"We are being made scapegoats in a way that is patently inaccurate and that creates a lot of anger," says the New Zealand minister of trade, Phil Goff, visiting Britain to try to convince ethical consumers here that eating his country's produce is environmentally sound.
The source of this anger is the regular appearance in the British media of snappy statistics about the benefits of buying local food and the environmental consequences of importing produce from New Zealand. The idea is simple and fashionable: the further food has to come to reach your plate, the more carbon costly "food miles" it accumulates and the more harm is done to the environment. Cutting back on imports, goes the argument, benefits the environment.
But, according to Goff, such simplistic reasoning may erect artificial trade barriers with no benefit to greater sustainability.
New Zealand feels particularly hard done by. Last year, one newspaper attacked the damage done to the environment by flying kiwi fruit to the UK. In fact, as furious kiwi-fruit producers rushed to point out, the overwhelming majority of New Zealand's fruit come to Britain by sea, widely acknowledged to carry a low carbon footprint. Then there were the strawberries. A UK article castigated New Zealand for the environmental cost of flying strawberries to the UK. Goff points out to me that the country does not, in fact, export strawberries to the UK. A non-existent journey, of course, emits no carbon.
New Zealand's sense of injustice is compounded by its belief that in some cases, food imported over distances may be more environmentally sound than its locally grown equivalent.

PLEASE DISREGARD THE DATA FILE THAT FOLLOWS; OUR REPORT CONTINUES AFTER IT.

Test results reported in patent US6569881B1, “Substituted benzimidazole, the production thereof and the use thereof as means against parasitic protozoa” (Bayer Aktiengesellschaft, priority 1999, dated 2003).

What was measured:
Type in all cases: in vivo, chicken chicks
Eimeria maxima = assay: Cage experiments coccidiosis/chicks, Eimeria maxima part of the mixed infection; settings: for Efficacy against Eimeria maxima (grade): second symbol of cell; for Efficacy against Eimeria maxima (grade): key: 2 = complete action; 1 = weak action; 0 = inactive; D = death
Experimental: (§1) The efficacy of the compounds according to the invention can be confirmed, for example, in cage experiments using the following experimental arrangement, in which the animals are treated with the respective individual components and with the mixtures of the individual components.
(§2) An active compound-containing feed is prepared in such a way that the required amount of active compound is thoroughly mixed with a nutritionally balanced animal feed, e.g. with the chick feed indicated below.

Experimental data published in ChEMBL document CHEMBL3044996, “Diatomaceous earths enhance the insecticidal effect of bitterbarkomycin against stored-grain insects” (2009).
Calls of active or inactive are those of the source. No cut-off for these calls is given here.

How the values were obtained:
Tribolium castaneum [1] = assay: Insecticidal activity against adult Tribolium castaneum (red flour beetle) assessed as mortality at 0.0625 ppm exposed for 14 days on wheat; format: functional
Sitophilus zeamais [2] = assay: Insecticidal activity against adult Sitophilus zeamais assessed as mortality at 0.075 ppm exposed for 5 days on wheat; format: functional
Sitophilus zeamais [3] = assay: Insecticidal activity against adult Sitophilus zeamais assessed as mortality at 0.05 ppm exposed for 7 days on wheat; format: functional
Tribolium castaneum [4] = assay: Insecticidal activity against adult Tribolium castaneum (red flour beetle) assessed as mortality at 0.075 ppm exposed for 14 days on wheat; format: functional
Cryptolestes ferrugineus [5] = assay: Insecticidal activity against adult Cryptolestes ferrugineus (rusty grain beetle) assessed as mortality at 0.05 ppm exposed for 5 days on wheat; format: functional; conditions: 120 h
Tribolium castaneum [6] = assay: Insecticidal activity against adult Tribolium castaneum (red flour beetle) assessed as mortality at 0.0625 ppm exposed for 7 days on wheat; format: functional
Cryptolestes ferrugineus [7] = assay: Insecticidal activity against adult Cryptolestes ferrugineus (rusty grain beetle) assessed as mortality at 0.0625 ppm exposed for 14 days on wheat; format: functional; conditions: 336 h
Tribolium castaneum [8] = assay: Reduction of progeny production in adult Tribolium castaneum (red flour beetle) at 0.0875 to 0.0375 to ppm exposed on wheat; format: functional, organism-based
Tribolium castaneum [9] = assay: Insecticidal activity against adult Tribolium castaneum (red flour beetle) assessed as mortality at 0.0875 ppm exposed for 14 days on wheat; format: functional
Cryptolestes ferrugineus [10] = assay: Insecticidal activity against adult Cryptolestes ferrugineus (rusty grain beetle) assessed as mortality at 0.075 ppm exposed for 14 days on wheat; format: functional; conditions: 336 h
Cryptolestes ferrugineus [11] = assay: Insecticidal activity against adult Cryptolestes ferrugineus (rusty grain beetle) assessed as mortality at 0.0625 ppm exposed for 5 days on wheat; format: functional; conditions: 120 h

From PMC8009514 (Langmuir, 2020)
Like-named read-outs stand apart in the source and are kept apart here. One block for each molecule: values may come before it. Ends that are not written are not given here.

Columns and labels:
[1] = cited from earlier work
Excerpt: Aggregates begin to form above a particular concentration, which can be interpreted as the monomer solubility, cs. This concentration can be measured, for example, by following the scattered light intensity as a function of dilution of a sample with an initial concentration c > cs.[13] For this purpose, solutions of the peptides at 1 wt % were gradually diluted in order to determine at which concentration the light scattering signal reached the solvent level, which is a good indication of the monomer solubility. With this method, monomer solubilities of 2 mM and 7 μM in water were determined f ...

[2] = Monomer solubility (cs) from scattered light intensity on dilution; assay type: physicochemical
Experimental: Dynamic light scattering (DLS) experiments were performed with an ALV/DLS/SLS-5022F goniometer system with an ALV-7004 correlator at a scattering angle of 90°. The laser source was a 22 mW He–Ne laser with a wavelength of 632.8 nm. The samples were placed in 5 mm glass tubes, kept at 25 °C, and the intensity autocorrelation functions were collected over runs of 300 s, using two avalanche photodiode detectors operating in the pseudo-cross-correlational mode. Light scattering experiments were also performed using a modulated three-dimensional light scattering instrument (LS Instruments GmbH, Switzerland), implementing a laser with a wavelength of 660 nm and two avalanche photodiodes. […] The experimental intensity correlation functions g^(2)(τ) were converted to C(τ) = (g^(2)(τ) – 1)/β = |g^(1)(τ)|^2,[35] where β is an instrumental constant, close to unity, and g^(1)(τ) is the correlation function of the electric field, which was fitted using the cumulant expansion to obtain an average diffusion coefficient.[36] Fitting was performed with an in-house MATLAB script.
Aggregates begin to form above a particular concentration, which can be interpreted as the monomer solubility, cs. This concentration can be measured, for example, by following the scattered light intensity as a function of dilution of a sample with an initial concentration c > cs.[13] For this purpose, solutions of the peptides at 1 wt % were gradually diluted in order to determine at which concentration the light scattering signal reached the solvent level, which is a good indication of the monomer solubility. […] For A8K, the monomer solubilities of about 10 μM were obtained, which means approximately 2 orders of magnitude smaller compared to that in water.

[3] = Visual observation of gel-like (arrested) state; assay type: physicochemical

Goff believes that New Zealand's benign climate lends itself to more efficient farming than is possible in the UK, putting it "light years ahead" in terms of energy consumption. A study conducted by New Zealand's Lincoln University found that producing one kilogram of lamb in the UK was four times as costly in carbon terms as producing the same amount in New Zealand; even taking into account the environmental cost of transport, some imported foods may be far less energy-intensive than their local counterparts. Studies in Germany and the UK have reached similar conclusions, Goff claims.
There are, however, doubts about how accurate any such study can be. "No two farms are the same and it's inherently difficult to judge their environmental impact," says Richard Ali, chief executive of the English Beef and Lamb Executive. "Food miles are a good proxy for carbon footprints."
Goff offers other reasons to support free trade. "If you'd like to produce everything yourself, it would be at much greater cost to the consumer as well as much greater cost to the environment . . . and it would hurt low-income consumers the most."